Just days before a suspected Islamist militant attack killed 30 people in Nigeria, a prominent bishop in the country lamented what he saw as a lack of adequate protection from the Nigerian government for the country’s nearly 100 million Christians, Get Religion reports.
Here’s the basic question that I keep hearing from readers: Why would it take to get mainstream coverage of the slaughter of Christians in Nigeria? The assumption, of course, is that journalists are biased on this topic for some reason. Hold that thought.
Meanwhile, here are a few examples of the kinds of stories we are talking about, starting with that Catholic News Agency headline mentioned earlier. Here’s the overture there:
Suspected Islamist militants set sleeping travelers on fire in Borno state, Nigeria, on Feb. 11, burning 18 vehicles filled with food supplies and killing at least 30, including a pregnant woman and her baby.
In a Feb. 7 interview with Aid to the Church in Need, Archbishop Augustine Obiora Akubeze of Benin City, president of the Catholic Bishops’ Conference of Nigeria, warned that “The current situation in Nigeria reflects an unnecessary, unwarranted and self-inflicted tension. A politically polarized nation.”
“The President of Nigeria recently stated that he was shocked at the unabated killing of Nigerians, who are mostly Christians. Many Nigerians wonder whether the president lives in a parallel universe,” Archbishop Akubeze stated. “How can he be surprised at this time? After some of us have attended mass burials of Christians killed by Boko Haram?”
This is not surprising, since the Open Doors agency recently noted (see the 2020 World Watch List) that Nigeria led the world in Christian martyrdoms — with 1,350 confirmed.
But back to my emails. I also heard about another recent story, after a wave of coverage — in religious-market publications, again — about the death of a prominent Protestant leader.
Here is the top of a report from Christianity Today, a high-profile publication that mainstream journalists have been known to heed on other subjects: Boko Haram has beheaded a Brethren church leader in Nigeria, according to the same investigative journalist who shared the pastor’s hostage video which encouraged many with its testimony [see below].
“To break some news items can traumatize. I’m battling with one of such. Reverend [Lawan] Andimi, abducted by #BokoHaram was executed yesterday,” tweeted Ahmad Salkida. “Rev. Andimi was a church leader, a father to his children and the community he served. My condolences go to his family.”
“Reverend Lawan Andimi was beheaded yesterday afternoon, the video of the appalling executions with that of a soldier was obtained at 2:42pm,” wrote Salkida. “I made sure that the family, the authorities and the church were duly informed before the news was put out to the public this morning.”
Andimi’s denomination, the Church of the Brethren in Nigeria (EYN), confirmed the pastor’s death. … The Christian Association of Nigeria (CAN) declared three days of prayer and fasting, and condemned the “brutal murder” of Andimi as “a shame to the Nigerian government.”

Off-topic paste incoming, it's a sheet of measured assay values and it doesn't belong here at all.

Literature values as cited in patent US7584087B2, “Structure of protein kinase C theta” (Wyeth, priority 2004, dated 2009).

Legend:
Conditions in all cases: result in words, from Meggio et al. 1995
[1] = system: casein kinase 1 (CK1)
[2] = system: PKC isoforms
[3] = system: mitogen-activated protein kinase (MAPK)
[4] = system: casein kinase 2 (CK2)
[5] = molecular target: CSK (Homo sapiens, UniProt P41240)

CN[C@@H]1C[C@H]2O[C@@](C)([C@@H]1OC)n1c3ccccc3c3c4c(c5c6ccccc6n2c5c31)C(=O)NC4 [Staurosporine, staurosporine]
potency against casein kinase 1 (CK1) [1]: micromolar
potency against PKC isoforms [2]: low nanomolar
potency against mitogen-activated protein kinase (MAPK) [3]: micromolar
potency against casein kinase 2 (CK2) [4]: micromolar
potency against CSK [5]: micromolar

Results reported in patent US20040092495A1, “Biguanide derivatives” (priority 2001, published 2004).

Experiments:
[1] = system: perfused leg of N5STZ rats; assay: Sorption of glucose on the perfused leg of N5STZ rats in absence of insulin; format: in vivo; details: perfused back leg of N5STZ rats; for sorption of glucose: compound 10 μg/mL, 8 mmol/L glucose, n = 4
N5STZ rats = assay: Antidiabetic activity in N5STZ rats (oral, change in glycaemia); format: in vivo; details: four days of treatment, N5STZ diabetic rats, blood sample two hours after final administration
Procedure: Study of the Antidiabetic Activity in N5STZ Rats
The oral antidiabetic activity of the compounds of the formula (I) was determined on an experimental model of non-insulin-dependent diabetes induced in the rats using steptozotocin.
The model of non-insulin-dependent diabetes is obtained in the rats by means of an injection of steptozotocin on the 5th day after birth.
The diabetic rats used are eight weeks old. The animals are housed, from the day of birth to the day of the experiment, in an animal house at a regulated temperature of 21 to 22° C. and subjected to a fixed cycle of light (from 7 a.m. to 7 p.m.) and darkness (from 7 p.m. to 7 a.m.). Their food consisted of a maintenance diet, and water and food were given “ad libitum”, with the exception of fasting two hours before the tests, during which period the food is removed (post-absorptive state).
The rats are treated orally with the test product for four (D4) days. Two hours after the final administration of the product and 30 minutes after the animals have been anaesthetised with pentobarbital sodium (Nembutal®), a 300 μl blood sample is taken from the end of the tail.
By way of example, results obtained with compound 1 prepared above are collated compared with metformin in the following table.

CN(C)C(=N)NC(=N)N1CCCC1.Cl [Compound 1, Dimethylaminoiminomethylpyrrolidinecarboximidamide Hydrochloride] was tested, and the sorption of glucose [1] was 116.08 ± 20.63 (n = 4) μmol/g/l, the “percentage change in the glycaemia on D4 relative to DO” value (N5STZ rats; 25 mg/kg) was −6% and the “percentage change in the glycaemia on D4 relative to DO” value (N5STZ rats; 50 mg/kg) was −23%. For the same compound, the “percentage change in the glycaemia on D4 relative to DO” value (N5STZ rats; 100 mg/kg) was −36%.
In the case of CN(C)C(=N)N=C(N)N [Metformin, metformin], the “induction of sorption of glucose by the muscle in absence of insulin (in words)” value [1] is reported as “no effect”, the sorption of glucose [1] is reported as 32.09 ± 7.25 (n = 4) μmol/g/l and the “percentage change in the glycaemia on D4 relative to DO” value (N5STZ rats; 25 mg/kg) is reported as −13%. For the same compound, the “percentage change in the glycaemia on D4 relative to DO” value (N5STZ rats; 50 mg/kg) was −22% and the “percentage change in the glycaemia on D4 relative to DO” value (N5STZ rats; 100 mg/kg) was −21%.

Maybe journalists have decided that Christian leaders like Andimi are calling attention to themselves with their leadership roles in that divided nation? So what about this Catholic News Service headline? “Bridal party beheaded en route to wedding.”
Father Francis Arinse, communications director of the Catholic Diocese of Maiduguri, confirmed that a bride-to-be, Martha Bulus, and her bridal party were beheaded Dec. 26 at Gwoza, in northeastern Nigeria’s Borno state. Arinse told Catholic News Service that Bulus and her companions were traveling from Maiduguri to her Dec. 31 wedding when they were killed.
“They were beheaded by suspected Boko Haram insurgents at Gwoza on their way to her country home,” he told CNS. He added that Bulus used to be his parishioner at St. Augustine Catholic Church, Maiduguri, after he was first ordained.
Maybe it would help if the Vatican got involved and attempted to call attention to this slaughter? That leads to this Vatican News headline: “Christians persecuted in Nigeria amid deafening silence.”
“Every day,” says Father Joseph Bature Fidelis, of the Diocese of Maiduguri, “Our brothers and sisters are slaughtered in the streets.”
In a dramatic appeal to the papal charity, “Aid to the Church in Need”, Father Fidelis says the situation in northern Nigeria continues to deteriorate for religious and for the faithful who are under attack by fundamentalist Islamic militants.
His latest appeal follows the abduction of four young seminarians in the city of Kaduna, in north western Nigeria. It is the latest in a long line of attacks and murders of Christian believers there. An estimated 1000 Nigerian Christians were murdered in 2019 alone for their faith. Some 6000 of them have been killed since 2015.
So what is happening here? It is possible, of course, that we are seeing two basic facts about journalism stacked on on top of the other.
Fact one: American news consumers are not all that interested in overseas news. Fact two: Way too many journalists just don’t, you know, “get” the importance of religion news. Thus, there is little incentive to cover religion news on the other side of the world.
At the same time, many readers suspect that journalists are no longer anxious — in the age of Donald Trump travel bans — to pour ink on breaking stories about terrorism by radicalized Muslims, especially in Africa. The persecuted Christians, in other words, have the wrong political friends.
A few emails have gone further, in terms of bias logic. Their question: Are African Christians now listed among the bad guys in global wars over religion, culture and morality? Take, for example, all of those headlines about United Methodist and Anglican wars. Of course, radicalized Muslims would be to “the right” of traditional Christians on Sexual Revolution issues, but never mind that.